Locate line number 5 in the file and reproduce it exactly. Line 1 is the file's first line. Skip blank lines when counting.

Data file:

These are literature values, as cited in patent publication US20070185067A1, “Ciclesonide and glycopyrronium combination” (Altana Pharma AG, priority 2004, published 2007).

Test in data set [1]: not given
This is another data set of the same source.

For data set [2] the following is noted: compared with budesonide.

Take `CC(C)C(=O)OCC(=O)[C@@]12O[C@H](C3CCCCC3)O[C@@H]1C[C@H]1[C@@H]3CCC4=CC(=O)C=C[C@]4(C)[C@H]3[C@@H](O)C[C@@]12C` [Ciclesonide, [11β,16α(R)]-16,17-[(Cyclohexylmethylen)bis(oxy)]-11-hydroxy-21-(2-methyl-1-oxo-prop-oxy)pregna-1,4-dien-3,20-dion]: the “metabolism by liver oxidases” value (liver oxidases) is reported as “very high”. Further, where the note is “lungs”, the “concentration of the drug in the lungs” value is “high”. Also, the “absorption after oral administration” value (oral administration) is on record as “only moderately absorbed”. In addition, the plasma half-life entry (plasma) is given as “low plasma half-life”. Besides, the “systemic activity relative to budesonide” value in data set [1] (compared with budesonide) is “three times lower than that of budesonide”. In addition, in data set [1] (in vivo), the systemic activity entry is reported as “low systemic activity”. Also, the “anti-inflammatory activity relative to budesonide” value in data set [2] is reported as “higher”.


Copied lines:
Take `CC(C)C(=O)OCC(=O)[C@@]12O[C@H](C3CCCCC3)O[C@@H]1C[C@H]1[C@@H]3CCC4=CC(=O)C=C[C@]4(C)[C@H]3[C@@H](O)C[C@@]12C` [Ciclesonide, [11β,16α(R)]-16,17-[(Cyclohexylmethylen)bis(oxy)]-11-hydroxy-21-(2-methyl-1-oxo-prop-oxy)pregna-1,4-dien-3,20-dion]: the “metabolism by liver oxidases” value (liver oxidases) is reported as “very high”. Further, where the note is “lungs”, the “concentration of the drug in the lungs” value is “high”. Also, the “absorption after oral administration” value (oral administration) is on record as “only moderately absorbed”. In addition, the plasma half-life entry (plasma) is given as “low plasma half-life”. Besides, the “systemic activity relative to budesonide” value in data set [1] (compared with budesonide) is “three times lower than that of budesonide”. In addition, in data set [1] (in vivo), the systemic activity entry is reported as “low systemic activity”. Also, the “anti-inflammatory activity relative to budesonide” value in data set [2] is reported as “higher”.